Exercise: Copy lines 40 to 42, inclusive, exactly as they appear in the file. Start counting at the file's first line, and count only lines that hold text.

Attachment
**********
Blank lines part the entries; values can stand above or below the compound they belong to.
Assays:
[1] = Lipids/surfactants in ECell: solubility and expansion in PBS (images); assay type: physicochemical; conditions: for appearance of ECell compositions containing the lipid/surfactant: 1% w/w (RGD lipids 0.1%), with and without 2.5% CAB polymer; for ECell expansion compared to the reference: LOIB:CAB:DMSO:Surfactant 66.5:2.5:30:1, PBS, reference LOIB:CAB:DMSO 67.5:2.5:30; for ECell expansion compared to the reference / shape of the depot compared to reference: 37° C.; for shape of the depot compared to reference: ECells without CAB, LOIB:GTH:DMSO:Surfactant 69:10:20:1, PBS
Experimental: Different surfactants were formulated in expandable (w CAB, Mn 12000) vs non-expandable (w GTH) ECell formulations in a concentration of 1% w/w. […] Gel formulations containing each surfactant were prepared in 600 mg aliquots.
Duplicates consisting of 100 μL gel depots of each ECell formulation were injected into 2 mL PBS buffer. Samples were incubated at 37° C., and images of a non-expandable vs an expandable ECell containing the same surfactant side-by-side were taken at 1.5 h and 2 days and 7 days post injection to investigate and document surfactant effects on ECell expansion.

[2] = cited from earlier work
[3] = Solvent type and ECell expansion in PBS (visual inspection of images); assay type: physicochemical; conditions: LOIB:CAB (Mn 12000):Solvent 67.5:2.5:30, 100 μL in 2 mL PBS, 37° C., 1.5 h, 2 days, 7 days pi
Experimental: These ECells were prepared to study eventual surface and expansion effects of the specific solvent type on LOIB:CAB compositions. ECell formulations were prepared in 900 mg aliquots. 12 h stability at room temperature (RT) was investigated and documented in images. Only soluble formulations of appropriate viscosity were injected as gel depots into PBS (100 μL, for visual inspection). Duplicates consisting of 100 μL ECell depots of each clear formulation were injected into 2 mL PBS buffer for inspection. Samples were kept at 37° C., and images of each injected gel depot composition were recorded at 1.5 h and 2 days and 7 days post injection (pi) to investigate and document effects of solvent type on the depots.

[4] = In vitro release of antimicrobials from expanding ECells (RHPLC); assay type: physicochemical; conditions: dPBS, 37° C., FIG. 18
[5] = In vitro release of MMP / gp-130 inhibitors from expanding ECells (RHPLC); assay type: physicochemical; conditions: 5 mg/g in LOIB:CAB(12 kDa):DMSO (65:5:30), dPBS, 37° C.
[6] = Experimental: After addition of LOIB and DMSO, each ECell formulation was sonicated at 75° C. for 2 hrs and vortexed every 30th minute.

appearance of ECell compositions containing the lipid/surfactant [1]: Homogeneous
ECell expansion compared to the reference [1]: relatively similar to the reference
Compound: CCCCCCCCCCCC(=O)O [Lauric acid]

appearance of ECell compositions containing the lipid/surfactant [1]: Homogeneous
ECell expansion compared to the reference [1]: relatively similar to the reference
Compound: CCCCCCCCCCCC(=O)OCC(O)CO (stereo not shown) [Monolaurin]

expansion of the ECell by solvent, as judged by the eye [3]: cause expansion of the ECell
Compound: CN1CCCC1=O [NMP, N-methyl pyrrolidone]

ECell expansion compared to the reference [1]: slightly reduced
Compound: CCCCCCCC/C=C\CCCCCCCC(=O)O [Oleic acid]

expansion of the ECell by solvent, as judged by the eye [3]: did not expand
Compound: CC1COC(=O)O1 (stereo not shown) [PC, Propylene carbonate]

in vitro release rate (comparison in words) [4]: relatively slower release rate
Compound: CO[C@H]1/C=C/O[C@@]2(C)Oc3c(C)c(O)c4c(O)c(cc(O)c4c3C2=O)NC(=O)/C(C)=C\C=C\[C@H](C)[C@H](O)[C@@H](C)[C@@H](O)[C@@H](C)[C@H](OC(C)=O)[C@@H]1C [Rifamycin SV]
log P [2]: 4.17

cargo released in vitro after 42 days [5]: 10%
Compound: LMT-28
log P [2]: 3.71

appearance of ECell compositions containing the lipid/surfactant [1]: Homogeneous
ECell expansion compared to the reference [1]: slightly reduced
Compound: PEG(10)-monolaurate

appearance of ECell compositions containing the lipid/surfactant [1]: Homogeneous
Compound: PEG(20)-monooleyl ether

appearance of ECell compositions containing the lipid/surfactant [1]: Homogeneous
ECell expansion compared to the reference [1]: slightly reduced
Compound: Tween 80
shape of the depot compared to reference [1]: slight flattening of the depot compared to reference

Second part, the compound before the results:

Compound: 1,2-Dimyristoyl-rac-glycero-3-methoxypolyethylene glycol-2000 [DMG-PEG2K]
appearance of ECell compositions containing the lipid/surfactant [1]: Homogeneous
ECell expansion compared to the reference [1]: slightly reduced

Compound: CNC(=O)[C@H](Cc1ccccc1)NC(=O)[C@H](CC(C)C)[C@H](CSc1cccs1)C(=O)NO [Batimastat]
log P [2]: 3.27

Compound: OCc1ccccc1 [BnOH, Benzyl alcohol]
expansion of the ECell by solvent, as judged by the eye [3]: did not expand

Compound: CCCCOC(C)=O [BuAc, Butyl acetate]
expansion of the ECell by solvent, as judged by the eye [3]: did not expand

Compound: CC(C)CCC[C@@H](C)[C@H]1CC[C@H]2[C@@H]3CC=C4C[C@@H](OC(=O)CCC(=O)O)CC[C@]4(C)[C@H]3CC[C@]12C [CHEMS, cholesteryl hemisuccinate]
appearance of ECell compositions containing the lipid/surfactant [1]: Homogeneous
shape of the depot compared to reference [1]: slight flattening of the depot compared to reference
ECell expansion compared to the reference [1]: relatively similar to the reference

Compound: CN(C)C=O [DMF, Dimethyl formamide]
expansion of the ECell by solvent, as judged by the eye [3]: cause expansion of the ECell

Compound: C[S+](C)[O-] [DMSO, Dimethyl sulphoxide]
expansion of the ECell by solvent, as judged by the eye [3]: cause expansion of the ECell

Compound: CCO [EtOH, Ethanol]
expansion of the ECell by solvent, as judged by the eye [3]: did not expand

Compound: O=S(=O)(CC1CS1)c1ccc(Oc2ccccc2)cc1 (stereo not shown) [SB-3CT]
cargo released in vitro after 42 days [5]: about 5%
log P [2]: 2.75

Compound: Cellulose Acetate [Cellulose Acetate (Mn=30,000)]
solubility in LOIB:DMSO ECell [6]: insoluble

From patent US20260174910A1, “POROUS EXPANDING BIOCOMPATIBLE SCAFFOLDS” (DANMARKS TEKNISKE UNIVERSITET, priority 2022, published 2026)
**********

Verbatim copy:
Compound: 1,2-Dimyristoyl-rac-glycero-3-methoxypolyethylene glycol-2000 [DMG-PEG2K]
appearance of ECell compositions containing the lipid/surfactant [1]: Homogeneous
ECell expansion compared to the reference [1]: slightly reduced